Long Term Care Quality Dashboard

The Florida Health Care Association is committed to accurately and transparently sharing data about the quality care being delivered in Florida’s nursing centers. As the state’s largest long term care association representing over 80% of Florida’s nursing centers, FHCA provides information, resources, and support to our members to help Florida remain a leader in ensuring the safety, well-being, and high quality care for Florida’s seniors and people with disabilities who are entrusted to their care.


Nursing Centers in Florida


Floridians served


Nursing Center Occupancy


Percentage of Nursing Centers with Quality Recognitions


Percentage of Nursing Centers with a CMS 4 or 5 Star QM Rating

Resident Care and Safety Measures

Percentage of long stay residents needing assistance more with activities of daily living

The activities of daily living (ADLs) is a term used to collectively describe fundamental “late-loss” skills required to care for oneself, such as eating, bed mobility, toileting, and transferring. Measurement of an individual’s ADLs is an important predictor of an individual’s appropriate care support. Enhanced resident care and management can help maintain residents’ current levels of need for assistance with ADLs and reduce the rate of decline. This may lower risk of falls and rehospitalizations and provide a greater quality of life.

Percentage of long stay residents with urinary tract infections

By promoting good hygiene and hydration among residents, care centers can help to reduce the risk of urinary tract infections (UTIs) among residents and improve their well-being and quality of life. Lowering the percentage of UTIs can also help residents avoid emergency admissions to hospitals.

Percentage of high-risk, long stay residents suffering falls with major injury

Fall-reduction activities, including assessments, interventions, and education, are important standards for resident safety and programs that reduce their risk of falls. Reducing the incidence of falls can help improve resident function and health outcomes, along with their emotional well-being and quality of life.

Percentage of long-stay residents assessed and receiving antipsychotics

Nursing centers are committed to finding ways to implement practices that enhance the quality of life for people with dementia, including reducing the use of antipsychotic medications. By engaging residents holistically through social and emotional engagement, providers can reduce the use of these medications in residents. This can lead to a reduction in resident falls and/or rehospitalizations, improve resident quality of life, and enhance resident/family satisfaction levels.

Percentage of long stay high-risk residents with pressure ulcers

Reducing the risk, presence or stage of pressure ulcers can help residents avoid pain and distress and increased risk for infection. Prevention methods include repositioning those residents unable to leave their bed, helping residents stand and move, ensuring proper diet and hydration, and using special pressure-relieving mattresses and cushions.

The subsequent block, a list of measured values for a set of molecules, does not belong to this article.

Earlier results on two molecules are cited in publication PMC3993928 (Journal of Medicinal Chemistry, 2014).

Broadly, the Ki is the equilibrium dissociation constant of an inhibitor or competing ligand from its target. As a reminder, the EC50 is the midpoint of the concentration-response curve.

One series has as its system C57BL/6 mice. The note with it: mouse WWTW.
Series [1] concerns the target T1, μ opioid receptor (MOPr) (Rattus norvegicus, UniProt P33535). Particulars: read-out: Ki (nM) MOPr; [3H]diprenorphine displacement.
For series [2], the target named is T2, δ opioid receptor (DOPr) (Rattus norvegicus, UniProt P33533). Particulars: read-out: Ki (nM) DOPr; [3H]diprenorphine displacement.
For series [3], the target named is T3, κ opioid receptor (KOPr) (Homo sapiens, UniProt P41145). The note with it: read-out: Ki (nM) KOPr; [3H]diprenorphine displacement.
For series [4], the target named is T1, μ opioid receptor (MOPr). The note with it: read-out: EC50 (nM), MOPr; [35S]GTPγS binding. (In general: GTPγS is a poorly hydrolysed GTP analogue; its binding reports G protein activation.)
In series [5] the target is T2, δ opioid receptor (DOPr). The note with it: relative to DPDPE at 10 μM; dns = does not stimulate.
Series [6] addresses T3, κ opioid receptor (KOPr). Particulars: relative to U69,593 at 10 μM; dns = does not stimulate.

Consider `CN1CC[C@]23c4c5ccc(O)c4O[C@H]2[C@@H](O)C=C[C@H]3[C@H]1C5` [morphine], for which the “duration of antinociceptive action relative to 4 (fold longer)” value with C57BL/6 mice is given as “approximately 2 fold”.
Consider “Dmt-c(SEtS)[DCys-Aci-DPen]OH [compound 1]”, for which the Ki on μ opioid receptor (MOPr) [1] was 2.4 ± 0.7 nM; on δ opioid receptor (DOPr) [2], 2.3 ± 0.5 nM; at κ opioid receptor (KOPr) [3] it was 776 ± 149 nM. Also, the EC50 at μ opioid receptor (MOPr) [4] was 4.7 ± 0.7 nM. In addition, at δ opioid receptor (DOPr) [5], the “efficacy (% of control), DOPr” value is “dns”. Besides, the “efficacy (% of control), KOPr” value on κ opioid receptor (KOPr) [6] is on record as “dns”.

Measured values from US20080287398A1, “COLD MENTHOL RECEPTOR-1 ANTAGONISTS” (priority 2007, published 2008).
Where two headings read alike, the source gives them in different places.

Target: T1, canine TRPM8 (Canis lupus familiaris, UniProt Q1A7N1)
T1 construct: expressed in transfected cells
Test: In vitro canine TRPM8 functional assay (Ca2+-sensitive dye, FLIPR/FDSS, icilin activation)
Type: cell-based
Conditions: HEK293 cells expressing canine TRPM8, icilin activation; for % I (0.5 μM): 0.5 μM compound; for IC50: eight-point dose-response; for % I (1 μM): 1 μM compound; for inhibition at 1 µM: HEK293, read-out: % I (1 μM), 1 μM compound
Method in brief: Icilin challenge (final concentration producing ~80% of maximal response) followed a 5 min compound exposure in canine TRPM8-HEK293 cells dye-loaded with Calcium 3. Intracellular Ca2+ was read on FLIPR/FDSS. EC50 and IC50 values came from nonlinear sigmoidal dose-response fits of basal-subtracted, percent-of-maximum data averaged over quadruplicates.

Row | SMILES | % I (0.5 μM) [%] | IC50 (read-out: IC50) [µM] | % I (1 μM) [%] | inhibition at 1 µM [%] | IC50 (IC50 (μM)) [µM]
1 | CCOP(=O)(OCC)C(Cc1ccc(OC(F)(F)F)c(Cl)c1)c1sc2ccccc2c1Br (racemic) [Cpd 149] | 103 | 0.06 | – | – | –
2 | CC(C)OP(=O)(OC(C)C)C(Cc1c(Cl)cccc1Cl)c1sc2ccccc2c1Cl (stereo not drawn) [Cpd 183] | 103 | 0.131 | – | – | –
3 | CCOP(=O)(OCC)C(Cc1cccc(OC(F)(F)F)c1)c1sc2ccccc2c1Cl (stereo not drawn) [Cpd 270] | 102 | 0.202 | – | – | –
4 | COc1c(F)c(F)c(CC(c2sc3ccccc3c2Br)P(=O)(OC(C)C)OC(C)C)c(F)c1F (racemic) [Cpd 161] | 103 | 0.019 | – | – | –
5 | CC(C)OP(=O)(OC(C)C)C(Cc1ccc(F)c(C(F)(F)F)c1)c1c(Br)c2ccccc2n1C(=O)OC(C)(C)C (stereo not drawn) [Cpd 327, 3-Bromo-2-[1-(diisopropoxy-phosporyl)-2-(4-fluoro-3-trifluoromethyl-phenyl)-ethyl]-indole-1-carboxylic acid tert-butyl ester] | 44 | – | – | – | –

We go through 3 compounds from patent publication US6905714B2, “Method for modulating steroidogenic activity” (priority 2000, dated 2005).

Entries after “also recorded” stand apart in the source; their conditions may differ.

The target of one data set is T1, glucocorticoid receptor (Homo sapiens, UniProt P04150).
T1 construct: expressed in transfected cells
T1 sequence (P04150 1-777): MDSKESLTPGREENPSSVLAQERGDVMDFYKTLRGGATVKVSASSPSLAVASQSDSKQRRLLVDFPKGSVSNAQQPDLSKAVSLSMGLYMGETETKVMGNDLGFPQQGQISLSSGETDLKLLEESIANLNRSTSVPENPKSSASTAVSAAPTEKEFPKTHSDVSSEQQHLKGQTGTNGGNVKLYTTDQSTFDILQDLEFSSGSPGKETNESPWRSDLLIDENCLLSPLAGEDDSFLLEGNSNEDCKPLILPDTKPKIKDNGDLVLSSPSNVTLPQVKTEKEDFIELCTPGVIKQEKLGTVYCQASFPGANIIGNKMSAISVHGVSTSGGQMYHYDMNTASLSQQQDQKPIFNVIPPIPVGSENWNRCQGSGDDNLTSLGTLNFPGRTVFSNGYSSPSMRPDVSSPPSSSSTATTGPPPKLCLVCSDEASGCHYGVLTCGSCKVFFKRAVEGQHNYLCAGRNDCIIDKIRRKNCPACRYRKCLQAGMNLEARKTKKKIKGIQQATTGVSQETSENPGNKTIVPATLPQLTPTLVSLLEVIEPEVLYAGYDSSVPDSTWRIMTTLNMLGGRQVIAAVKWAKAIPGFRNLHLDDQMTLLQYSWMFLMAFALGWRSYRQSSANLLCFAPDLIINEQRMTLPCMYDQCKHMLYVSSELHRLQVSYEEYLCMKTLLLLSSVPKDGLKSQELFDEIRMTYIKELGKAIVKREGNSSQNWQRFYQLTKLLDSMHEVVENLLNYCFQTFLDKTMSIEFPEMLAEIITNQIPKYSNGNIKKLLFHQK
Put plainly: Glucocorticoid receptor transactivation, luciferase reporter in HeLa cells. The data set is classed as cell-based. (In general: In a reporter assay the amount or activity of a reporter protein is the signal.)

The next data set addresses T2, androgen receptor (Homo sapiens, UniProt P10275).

Hospitalizations per 1,000 stays in long stay residents

Unplanned hospital admissions and outpatient observation stays place the long-stay resident at risk for a host of resident-safety issues and disrupts their normal routine, which can cause emotional distress. While not always preventable, care should be taken to deliver appropriate care in the nursing facility using an interdisciplinary approach with the entire care team, including nursing staff, medical directors, therapists and other specialized staff.

Percentage of short-stay residents who were re-hospitalized after a nursing home admission

New admissions or readmissions to a nursing home from a hospital are carefully monitored to prevent the resident’s return to the hospital. While not always preventable, providers should work with residents’ families, caregivers, and home and community-based partners to ensure that preventable hospitalizations are avoided.

Key Quality Metrics

This measure shows the amount of staff turnover at the facility. Low turnover indicates that facilities generally retain their staff for longer periods of time, which is an indicator of staff satisfaction with the working environment. Lower turnover is preferred because staff who work in facilities for longer periods of time become more familiar with the residents and the facility’s operating procedures, which leads to better care outcomes.

The Centers for Medicare and Medicaid Services measures staffing in staffing hours per resident per day. This is the total number of hours worked by staff members divided by the total number of residents. Because these numbers are an average, the measure does not necessarily show the number of nursing staff present at any given time or reflect the amount of care given to any one resident.

The federal Centers for Medicare and Medicaid Services star rating is based on a nursing center’s performance on three sources: quality measures (QM), staffing, and health inspections. Star ratings range from 1 star to 5 stars, with more stars indicating better performance. The quality star rating measures nursing center performance in certain areas of care (for example, if a resident has received their flu shot, is in pain, or is losing weight) and is calculated from two different types of quality measures: short- and long-stay resident quality measures. The staffing star rating is based on registered nurse hours per day, total nursing hours per day, registered nurse and total nurse staff turnover, and facility administrator turnover. The health inspection star rating is based on the facilities three most recertification surveys, and complaint deficiencies during the most recent three-year period. More recent surveys are weighted higher than older surveys.